The coordinator points out that for women only the word of the Holy Quran could be conclusive.” “The Hadiths?” someone asks anxiously. “Also, but let us not forget that the Hadiths are not the word of God or the Prophet. They were written by men and like men today, they too must have been biased and prejudiced.” “Were there no women who wrote the Hadiths?” “How could there be? Even today they don’t let us talk! And back then they would have been worse…” This exchange is terminated by the woman who had originally read out the suras: “The Prophet was not like them”, she notes, “He listened to women. How many times we read in the Holy Quran of women visiting him and clearing their doubts…” “Don’t forget that he had the best adviser in the world – the redoubtable Khadija…” a voice echoes.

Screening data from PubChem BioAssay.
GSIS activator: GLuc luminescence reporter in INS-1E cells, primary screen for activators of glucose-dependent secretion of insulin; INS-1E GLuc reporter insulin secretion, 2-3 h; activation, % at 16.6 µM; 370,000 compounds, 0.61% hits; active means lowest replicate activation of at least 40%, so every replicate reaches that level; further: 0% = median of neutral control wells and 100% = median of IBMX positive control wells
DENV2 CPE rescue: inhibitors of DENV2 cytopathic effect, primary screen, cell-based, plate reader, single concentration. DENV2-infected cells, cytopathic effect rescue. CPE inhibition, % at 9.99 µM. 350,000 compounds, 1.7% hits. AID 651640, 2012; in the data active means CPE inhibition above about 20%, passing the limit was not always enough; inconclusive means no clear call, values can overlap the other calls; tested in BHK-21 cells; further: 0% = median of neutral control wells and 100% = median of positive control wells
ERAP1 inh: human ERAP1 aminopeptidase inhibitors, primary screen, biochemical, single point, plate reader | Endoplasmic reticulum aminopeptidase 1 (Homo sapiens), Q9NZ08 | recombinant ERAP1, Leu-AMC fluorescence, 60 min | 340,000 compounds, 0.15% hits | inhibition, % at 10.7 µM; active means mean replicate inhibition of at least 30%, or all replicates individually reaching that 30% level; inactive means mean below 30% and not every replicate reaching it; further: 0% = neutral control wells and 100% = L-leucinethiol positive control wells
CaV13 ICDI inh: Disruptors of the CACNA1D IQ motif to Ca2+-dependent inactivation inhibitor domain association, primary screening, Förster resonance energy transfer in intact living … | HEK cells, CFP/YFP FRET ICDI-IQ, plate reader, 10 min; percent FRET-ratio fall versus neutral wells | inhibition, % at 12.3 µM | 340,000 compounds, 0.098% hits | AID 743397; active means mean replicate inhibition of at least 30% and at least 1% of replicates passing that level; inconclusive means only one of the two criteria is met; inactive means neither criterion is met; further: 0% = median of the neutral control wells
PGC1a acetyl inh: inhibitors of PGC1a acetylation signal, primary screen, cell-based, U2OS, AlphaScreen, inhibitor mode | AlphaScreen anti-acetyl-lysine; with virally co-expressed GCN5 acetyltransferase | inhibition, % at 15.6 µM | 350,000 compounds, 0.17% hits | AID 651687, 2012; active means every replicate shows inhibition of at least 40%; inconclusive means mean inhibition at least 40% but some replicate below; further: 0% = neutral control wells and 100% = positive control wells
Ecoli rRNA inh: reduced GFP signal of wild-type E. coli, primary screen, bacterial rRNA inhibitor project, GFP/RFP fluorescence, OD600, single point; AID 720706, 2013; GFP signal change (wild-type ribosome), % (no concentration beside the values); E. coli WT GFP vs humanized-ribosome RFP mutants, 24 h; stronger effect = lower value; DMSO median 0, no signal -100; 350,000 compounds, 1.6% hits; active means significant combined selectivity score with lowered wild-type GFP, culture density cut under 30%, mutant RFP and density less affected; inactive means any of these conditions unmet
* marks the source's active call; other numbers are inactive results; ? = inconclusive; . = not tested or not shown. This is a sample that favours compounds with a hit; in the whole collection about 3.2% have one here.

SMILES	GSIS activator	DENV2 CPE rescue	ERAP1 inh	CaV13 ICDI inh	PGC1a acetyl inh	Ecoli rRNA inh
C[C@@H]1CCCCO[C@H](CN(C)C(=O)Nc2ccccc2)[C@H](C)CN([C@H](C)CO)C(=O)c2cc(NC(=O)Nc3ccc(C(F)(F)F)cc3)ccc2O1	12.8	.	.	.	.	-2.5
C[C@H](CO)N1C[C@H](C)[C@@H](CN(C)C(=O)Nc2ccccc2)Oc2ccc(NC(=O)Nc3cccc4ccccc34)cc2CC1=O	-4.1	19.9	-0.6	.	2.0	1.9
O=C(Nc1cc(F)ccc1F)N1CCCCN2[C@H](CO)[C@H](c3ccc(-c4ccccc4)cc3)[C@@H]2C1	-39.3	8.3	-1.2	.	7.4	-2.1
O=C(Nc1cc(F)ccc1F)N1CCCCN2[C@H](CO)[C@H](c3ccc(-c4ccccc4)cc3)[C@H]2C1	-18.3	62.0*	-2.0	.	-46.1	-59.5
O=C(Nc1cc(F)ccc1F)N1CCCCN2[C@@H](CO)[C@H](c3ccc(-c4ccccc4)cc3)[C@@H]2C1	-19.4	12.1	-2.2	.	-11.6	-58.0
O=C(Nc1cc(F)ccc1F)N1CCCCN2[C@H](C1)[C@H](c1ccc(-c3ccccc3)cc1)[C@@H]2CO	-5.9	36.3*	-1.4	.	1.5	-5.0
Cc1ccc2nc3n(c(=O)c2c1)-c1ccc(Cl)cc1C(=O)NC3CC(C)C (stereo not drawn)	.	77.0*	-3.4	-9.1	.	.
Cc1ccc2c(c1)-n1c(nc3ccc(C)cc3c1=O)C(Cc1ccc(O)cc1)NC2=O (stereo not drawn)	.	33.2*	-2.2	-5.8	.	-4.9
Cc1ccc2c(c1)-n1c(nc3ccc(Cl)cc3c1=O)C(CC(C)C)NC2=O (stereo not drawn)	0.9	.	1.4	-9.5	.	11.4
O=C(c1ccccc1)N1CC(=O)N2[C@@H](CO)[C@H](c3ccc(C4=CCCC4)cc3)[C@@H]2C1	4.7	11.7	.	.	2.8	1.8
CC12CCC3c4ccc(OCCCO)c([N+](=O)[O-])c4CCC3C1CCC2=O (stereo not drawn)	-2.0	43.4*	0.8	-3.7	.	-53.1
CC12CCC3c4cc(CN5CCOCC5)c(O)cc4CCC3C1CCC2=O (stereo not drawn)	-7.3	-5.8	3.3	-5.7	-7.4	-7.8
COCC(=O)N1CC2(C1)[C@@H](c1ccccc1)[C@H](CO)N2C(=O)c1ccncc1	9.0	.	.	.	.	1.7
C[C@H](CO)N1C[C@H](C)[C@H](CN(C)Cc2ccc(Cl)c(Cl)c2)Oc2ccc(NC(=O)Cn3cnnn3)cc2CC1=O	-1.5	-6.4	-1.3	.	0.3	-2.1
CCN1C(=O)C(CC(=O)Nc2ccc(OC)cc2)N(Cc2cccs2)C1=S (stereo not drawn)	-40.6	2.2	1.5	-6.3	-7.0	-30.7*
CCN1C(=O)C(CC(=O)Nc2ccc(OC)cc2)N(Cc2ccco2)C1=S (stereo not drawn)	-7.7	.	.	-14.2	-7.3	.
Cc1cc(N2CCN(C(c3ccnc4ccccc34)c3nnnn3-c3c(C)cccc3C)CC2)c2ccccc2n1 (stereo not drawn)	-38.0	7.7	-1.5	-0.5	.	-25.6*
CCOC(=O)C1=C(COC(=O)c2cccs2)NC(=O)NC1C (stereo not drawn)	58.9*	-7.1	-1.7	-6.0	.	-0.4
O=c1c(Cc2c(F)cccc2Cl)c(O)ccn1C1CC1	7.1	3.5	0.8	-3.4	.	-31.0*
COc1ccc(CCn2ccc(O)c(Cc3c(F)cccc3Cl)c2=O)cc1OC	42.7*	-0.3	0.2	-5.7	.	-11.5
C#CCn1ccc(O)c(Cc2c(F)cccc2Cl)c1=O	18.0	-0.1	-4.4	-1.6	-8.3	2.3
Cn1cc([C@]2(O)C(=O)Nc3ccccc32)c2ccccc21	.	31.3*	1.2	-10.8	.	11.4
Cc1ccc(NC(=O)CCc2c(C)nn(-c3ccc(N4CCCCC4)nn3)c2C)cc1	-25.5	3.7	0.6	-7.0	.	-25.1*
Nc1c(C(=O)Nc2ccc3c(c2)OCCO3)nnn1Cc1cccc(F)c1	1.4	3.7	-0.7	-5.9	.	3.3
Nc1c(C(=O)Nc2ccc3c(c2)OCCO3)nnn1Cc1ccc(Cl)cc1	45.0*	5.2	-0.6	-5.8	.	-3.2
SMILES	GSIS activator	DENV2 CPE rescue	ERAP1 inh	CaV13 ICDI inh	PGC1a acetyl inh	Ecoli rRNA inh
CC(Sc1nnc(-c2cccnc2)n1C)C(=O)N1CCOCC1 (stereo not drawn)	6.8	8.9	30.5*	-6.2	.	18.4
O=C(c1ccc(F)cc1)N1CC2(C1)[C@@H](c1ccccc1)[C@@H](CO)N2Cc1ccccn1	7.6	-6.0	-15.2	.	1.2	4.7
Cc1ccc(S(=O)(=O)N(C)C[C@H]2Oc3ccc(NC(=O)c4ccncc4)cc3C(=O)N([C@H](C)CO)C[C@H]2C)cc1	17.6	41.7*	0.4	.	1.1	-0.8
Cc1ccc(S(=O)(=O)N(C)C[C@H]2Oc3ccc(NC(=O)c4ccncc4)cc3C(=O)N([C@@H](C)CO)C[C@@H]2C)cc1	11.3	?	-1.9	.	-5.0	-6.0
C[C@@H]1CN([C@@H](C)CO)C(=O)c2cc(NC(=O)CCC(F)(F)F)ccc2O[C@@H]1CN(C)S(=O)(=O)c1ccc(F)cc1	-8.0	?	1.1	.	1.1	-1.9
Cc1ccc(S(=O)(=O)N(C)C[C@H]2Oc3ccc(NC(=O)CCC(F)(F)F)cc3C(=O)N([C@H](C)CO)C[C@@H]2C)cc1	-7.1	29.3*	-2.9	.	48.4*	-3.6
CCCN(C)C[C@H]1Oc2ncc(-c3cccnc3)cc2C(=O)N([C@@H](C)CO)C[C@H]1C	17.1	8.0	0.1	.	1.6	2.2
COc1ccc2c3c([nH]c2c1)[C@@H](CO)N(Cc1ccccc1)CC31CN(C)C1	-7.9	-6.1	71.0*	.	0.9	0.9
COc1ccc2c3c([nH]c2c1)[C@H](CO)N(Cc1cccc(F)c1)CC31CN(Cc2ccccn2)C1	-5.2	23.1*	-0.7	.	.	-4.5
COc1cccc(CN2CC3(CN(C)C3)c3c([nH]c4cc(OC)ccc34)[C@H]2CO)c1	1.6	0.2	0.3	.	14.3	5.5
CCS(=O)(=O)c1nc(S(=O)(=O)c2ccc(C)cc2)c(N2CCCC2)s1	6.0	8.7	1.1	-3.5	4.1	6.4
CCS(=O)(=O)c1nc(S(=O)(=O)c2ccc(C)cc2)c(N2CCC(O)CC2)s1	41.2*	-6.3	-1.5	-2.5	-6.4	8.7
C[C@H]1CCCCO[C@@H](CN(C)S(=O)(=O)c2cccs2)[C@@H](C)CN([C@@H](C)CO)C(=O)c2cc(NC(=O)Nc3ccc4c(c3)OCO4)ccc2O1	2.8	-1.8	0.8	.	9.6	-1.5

And thus the meeting tapers to a finish.


Most jamaat meetings veer thus between social comment and anger on the one hand, and an examination of pragmatic civic choices for the woman in question, on the other. The Holy Quran and the Prophet are veritable presences throughout, and are invoked, recalled and made to bear witness to the women’s jamaat’s desire for gender justice.